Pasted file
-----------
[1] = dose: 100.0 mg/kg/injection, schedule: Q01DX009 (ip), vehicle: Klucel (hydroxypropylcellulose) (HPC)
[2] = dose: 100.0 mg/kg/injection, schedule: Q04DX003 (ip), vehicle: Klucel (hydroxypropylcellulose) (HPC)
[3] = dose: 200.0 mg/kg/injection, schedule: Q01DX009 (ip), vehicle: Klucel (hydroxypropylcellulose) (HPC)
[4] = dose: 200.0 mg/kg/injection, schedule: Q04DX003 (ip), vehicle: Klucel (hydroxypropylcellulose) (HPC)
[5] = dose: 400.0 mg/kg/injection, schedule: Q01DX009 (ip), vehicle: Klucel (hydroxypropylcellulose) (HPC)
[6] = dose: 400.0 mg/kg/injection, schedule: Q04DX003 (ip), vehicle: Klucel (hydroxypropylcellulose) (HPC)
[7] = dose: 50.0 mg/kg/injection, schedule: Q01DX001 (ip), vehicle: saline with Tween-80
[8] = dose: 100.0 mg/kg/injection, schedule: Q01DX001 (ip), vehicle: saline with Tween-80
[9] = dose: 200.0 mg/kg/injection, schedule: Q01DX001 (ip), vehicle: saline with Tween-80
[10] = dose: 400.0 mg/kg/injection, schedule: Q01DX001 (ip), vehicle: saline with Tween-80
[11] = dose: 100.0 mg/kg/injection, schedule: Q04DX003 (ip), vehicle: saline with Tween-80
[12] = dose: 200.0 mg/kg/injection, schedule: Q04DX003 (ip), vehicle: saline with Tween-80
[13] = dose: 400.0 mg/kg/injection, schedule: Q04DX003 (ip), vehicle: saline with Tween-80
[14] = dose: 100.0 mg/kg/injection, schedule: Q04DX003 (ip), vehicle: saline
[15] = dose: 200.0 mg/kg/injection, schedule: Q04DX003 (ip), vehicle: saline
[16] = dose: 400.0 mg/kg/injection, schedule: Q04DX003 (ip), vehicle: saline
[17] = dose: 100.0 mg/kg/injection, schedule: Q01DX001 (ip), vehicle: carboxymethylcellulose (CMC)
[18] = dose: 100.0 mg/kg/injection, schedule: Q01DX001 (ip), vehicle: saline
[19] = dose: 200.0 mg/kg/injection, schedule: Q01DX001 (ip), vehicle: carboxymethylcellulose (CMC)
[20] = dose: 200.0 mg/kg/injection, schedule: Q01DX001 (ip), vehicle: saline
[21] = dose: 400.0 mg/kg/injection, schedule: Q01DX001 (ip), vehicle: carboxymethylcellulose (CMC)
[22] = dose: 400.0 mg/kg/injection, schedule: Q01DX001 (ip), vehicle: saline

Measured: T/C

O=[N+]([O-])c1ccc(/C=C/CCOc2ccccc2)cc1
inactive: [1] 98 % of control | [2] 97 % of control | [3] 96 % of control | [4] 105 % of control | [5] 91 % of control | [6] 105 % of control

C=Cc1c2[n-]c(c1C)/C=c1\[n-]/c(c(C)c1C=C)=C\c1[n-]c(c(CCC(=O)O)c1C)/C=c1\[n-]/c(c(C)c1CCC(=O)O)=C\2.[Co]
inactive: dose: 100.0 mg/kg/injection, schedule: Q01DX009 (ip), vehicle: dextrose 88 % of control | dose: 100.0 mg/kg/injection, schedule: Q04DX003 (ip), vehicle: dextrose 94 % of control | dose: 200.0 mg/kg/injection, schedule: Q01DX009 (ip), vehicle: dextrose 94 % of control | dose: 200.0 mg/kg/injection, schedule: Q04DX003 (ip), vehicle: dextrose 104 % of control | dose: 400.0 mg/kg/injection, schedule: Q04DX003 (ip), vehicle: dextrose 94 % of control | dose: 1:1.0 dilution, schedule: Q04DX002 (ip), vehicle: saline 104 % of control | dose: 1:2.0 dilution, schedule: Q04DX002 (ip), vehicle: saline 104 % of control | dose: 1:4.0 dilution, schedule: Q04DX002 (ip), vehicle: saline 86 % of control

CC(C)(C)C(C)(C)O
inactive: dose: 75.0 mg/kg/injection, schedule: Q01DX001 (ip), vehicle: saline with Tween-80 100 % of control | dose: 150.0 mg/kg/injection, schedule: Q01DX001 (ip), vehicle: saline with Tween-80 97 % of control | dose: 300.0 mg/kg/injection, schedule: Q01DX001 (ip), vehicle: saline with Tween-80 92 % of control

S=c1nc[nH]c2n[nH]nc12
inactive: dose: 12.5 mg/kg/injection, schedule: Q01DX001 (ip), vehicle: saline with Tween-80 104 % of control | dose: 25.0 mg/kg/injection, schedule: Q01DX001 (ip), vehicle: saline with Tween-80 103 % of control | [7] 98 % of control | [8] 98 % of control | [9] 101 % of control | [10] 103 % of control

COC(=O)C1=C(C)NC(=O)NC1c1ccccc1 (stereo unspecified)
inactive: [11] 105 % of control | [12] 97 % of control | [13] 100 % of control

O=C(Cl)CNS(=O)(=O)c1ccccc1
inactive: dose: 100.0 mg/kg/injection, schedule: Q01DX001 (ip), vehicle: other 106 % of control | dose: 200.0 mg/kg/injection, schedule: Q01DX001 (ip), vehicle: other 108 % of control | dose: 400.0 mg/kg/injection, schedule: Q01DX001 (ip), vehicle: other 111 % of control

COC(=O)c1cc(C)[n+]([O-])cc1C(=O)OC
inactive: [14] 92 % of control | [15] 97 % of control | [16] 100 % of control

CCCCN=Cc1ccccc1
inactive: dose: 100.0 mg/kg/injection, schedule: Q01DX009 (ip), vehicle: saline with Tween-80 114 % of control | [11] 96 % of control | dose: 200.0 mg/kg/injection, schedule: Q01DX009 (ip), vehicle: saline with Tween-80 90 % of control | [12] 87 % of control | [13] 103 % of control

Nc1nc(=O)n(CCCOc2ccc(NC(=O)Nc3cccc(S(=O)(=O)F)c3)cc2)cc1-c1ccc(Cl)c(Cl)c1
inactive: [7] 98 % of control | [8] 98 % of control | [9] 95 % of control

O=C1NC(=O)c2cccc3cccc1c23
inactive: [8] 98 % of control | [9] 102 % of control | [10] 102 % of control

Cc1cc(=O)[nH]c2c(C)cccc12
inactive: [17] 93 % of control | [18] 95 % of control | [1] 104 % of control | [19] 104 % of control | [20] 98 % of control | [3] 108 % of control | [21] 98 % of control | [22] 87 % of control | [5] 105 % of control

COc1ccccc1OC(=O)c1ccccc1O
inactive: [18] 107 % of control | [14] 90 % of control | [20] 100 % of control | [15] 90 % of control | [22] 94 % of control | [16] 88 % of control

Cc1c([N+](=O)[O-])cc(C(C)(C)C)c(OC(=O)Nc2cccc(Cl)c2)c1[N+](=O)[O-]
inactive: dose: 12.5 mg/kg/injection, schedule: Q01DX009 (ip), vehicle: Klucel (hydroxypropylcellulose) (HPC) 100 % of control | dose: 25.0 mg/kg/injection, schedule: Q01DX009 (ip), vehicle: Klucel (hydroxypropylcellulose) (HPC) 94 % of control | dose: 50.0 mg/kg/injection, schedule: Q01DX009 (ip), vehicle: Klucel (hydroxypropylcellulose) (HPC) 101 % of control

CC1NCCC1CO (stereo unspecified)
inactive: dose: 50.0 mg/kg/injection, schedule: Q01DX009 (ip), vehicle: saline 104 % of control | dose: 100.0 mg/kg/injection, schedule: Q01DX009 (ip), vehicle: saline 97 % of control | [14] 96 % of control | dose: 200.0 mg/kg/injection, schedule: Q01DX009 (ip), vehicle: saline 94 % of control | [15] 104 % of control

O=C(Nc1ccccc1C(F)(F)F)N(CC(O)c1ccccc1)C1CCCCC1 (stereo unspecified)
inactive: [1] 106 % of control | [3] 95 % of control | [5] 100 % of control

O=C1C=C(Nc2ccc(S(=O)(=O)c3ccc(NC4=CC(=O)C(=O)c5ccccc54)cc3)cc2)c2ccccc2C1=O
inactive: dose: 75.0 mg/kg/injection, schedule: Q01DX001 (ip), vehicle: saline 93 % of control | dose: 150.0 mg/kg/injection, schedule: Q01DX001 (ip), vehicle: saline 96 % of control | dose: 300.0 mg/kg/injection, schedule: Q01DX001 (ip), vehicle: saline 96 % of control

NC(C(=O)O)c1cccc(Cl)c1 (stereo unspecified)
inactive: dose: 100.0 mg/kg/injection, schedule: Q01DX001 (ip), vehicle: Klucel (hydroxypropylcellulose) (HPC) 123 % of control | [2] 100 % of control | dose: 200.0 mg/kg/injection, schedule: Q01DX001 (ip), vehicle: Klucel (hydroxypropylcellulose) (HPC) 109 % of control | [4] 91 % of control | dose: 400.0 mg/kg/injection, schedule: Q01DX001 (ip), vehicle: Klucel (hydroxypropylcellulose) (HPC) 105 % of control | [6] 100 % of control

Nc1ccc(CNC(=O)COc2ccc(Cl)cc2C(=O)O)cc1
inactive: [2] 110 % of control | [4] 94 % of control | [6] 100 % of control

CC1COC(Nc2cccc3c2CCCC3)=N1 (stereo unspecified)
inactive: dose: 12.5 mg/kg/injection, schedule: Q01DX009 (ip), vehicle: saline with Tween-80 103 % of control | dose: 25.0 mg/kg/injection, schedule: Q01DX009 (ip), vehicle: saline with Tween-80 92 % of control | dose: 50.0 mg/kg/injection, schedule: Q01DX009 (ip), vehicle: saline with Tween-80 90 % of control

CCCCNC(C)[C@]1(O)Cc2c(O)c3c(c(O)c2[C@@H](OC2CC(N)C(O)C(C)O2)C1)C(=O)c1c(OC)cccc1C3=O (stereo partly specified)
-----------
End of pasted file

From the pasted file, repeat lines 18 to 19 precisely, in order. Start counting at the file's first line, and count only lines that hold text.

[18] = dose: 100.0 mg/kg/injection, schedule: Q01DX001 (ip), vehicle: saline
[19] = dose: 200.0 mg/kg/injection, schedule: Q01DX001 (ip), vehicle: carboxymethylcellulose (CMC)